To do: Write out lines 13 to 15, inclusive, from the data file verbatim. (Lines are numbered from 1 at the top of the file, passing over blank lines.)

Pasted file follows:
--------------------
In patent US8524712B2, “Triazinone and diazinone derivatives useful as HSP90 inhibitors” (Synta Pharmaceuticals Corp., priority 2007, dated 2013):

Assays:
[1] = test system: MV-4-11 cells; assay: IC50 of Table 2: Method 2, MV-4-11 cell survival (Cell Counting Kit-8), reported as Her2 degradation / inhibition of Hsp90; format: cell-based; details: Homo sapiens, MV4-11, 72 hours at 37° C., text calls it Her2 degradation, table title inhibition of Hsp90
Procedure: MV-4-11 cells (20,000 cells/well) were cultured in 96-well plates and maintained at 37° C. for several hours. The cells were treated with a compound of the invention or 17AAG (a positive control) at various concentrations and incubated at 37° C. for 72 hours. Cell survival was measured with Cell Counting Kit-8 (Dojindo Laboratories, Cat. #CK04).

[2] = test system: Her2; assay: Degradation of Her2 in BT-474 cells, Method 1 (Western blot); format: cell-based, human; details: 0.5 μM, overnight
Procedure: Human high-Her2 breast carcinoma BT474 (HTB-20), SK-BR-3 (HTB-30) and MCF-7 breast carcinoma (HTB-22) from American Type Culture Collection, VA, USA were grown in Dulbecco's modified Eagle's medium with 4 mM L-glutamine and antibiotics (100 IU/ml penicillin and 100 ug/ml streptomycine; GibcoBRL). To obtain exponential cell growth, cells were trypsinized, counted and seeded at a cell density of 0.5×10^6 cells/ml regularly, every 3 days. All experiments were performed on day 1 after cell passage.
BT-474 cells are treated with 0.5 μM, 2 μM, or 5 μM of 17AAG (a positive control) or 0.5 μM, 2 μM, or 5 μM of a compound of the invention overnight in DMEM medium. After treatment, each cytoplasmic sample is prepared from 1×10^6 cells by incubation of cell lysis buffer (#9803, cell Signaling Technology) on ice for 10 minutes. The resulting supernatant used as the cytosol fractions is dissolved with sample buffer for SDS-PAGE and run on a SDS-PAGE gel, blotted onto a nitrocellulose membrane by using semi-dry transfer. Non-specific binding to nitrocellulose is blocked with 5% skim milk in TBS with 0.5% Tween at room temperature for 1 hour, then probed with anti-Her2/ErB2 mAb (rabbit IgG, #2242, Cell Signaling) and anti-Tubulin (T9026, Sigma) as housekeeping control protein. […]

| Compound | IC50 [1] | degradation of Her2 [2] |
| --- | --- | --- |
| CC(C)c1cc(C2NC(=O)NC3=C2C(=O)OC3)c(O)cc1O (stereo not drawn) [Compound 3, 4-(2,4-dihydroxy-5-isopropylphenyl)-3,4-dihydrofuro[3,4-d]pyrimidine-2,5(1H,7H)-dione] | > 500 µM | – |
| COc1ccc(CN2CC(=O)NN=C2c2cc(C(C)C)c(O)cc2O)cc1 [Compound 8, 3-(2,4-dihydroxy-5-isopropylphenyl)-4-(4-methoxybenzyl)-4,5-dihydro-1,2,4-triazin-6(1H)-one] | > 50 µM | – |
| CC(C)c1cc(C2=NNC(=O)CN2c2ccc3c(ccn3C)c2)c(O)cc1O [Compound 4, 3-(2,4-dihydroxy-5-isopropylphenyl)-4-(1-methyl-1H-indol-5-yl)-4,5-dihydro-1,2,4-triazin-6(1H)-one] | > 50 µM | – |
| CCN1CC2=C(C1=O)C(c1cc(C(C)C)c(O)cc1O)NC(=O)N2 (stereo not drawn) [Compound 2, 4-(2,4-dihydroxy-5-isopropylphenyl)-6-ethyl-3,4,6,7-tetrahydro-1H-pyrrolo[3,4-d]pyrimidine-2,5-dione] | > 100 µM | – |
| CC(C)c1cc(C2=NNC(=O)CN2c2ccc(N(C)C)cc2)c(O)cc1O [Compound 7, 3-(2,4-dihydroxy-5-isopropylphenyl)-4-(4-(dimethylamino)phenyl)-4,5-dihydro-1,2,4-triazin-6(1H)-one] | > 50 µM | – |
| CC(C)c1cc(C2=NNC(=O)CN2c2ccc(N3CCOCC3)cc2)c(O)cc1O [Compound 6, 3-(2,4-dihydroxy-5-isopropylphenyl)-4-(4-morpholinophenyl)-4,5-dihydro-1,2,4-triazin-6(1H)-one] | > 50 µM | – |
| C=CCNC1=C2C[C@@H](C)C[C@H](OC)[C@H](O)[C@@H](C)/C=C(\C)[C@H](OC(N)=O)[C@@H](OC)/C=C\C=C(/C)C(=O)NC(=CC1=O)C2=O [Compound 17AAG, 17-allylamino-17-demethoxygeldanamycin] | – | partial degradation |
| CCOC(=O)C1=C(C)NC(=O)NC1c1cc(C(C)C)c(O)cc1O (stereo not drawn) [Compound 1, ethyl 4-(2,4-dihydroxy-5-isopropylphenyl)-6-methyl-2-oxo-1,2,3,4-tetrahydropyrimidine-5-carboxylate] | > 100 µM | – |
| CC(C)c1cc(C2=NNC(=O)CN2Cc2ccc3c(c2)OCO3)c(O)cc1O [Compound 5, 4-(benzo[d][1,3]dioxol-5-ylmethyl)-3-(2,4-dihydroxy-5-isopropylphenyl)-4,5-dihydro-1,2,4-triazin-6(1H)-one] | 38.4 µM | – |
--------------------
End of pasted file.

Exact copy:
| CCN1CC2=C(C1=O)C(c1cc(C(C)C)c(O)cc1O)NC(=O)N2 (stereo not drawn) [Compound 2, 4-(2,4-dihydroxy-5-isopropylphenyl)-6-ethyl-3,4,6,7-tetrahydro-1H-pyrrolo[3,4-d]pyrimidine-2,5-dione] | > 100 µM | – |
| CC(C)c1cc(C2=NNC(=O)CN2c2ccc(N(C)C)cc2)c(O)cc1O [Compound 7, 3-(2,4-dihydroxy-5-isopropylphenyl)-4-(4-(dimethylamino)phenyl)-4,5-dihydro-1,2,4-triazin-6(1H)-one] | > 50 µM | – |
| CC(C)c1cc(C2=NNC(=O)CN2c2ccc(N3CCOCC3)cc2)c(O)cc1O [Compound 6, 3-(2,4-dihydroxy-5-isopropylphenyl)-4-(4-morpholinophenyl)-4,5-dihydro-1,2,4-triazin-6(1H)-one] | > 50 µM | – |